That's why you buy flow-matched sets. Linder Technical Services in Indianapolis puts on very expensive, high-level classes all over the country. They have solved a lot of problems by providing replacement injector sets after they have found no defects with those sent to them. They just flow different rates leaving one or two cylinders lean compared to the others. Their biggest sellers are by far for GM products and they claim many of the car owners are surprised by how smoothly the engine runs with the matched injectors. Chrysler buys their injectors from Bosch in flow-matched sets. GM grabs a handful out of a big bin. That is the word from the experts, not me. To be fair, there's a lot more GM products on the road so of course they're going to sell more injectors for GM vehicles. No mention was made that I recall about other car brands. Check out their web site and their "Dirty Dozen" most common failures.
It seems too many mechanics rely on resistance readings to determine if an injector is bad and they condemn way more than necessary. I don't have an issue with replacing just one defective injector but when you're looking for the cause of an intermittent problem, I'd look at the ignition system first and compression problems last. If one cylinder is running a little lean, you are less likely to feel that compared to a loss of spark, but the Engine Computer can pick that up. That's the most common cause of misfire codes that you can't feel.
A lab scope can show if an injector is opening at the right time but it won't show a restriction. If you're good with a scope you can also look at the oxygen sensor waveform to tell if a problem is due to ignition, fuel, or compression. Most of us will never be that good. It's one thing to watch a slide presentation in a class but quite different to try to do it on a customer's car when you're charging by the hour. Even those instructors have to fiddle around for a long time to show what they want us to see, ... BUT, in my case the instructor owns a specialty shop that only solves the one in a hundred no one else can solve. Their customers are other shops, and they have plenty of time to experiment and put together a presentation on their findings. We don't have that luxury.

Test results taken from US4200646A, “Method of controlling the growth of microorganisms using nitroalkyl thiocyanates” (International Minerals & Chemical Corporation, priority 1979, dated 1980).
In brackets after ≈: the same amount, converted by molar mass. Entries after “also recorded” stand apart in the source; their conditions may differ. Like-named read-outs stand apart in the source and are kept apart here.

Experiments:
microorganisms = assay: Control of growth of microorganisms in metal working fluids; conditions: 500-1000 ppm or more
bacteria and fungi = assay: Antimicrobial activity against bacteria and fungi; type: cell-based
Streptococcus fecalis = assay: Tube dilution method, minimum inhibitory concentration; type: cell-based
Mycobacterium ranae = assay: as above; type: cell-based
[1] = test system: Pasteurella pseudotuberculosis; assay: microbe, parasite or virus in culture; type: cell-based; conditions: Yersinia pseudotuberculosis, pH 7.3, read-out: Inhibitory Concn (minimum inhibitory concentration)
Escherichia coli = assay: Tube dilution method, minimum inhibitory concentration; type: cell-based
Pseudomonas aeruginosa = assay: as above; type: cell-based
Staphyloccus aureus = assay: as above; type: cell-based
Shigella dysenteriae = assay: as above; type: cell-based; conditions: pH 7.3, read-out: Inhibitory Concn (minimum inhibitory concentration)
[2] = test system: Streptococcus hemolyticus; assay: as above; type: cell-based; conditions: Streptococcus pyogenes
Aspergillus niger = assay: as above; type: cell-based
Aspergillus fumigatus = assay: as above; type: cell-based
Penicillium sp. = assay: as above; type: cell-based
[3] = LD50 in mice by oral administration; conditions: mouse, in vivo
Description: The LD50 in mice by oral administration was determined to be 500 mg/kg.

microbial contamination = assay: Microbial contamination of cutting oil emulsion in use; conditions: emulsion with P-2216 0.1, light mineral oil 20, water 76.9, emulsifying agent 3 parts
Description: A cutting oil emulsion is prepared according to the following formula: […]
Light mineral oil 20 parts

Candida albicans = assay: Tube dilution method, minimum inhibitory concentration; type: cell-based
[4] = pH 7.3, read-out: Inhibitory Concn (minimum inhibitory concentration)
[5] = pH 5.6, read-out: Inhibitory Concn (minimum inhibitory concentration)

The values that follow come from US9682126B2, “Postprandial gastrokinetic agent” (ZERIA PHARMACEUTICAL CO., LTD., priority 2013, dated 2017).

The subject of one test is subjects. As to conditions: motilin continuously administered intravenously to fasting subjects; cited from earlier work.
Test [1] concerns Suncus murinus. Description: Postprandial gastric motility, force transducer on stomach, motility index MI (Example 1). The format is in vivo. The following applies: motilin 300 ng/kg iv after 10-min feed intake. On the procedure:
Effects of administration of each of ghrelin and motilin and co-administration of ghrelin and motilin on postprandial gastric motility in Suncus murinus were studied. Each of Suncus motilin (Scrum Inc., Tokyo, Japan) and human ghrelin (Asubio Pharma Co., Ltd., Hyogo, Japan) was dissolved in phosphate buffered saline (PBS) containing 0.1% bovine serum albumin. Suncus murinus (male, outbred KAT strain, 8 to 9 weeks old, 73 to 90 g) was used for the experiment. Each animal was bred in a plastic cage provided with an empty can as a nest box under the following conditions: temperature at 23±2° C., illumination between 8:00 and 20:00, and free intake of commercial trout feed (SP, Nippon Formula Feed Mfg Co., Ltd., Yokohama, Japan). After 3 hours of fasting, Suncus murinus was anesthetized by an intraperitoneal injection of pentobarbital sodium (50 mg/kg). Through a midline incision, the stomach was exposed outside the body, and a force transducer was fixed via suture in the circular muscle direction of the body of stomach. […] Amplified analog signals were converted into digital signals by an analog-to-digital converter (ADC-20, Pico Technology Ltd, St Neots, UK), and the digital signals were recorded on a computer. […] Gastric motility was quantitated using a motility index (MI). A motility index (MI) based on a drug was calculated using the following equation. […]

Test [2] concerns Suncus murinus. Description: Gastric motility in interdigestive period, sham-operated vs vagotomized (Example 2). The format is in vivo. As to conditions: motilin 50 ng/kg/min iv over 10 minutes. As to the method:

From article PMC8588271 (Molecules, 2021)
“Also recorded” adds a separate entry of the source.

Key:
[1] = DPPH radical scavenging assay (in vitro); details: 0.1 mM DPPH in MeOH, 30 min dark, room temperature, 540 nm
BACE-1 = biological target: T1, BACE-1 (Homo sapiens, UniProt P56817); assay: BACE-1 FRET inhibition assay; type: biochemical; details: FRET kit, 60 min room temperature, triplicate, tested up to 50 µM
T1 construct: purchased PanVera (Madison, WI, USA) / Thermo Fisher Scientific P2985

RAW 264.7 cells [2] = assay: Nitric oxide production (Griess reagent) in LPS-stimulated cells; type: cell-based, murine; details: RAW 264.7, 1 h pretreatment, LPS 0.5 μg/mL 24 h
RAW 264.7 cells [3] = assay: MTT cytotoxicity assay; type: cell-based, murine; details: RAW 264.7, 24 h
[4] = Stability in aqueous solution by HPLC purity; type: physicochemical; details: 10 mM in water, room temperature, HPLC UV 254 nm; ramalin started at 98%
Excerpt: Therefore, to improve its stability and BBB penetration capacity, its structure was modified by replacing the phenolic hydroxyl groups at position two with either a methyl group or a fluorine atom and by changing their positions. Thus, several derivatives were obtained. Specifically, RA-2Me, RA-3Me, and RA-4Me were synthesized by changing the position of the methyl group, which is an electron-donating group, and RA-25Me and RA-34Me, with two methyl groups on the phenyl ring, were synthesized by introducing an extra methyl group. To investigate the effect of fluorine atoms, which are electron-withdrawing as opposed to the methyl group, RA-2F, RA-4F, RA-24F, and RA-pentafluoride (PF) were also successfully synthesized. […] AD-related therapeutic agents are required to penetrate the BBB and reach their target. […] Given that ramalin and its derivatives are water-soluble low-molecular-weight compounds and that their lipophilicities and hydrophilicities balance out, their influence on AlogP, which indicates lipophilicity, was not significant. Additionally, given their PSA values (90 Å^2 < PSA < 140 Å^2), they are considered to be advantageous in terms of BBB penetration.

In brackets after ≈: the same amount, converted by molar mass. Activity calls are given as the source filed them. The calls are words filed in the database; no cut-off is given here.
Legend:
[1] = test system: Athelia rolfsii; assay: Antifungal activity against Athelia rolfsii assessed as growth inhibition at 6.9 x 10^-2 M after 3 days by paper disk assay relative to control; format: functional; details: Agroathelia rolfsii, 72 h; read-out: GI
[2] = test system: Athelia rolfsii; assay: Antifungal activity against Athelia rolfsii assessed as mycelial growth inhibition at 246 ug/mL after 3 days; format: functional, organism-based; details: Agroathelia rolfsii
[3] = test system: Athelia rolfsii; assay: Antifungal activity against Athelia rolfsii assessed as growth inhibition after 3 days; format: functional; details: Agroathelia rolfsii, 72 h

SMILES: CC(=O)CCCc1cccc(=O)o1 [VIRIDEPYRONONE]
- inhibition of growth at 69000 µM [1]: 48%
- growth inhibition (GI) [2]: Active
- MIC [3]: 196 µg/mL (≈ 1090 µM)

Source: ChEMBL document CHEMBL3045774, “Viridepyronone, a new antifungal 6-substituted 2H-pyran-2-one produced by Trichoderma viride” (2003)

For the injector balance test, are you going to cancel one at a time with a scanner? How would the results of a restricted injector be different than from low compression? Are you watching the drop in engine speed or are you doing something else?
Given that this is an intermittent problem, measuring the injector's resistance is useless unless you can do it at the instant the Check Engine light turns on. That's not practical. You COULD replace the suspect injector and hope you didn't waste $290.00, or you could just swap two of them and let the Engine Computer tell you if you're on the right track.
The computer is the last thing I would suspect. If one injector is not firing due to lack of current flow, the diagnostic fault code should reflect that. I'd suspect a corroded connector terminal first, especially for an intermittent problem. As it is now, it's just detecting the misfire, not the cause. On engines that batch-fire the injectors, two or three would quit at the same time and you would definitely feel that. Too many people, it seems, jump on the computer right away as the cure-all for problems that haven't been properly diagnosed. I'd want to rule out every other possibility before I bought a computer.
Saturday, February 16th, 2013 AT 12:28 PM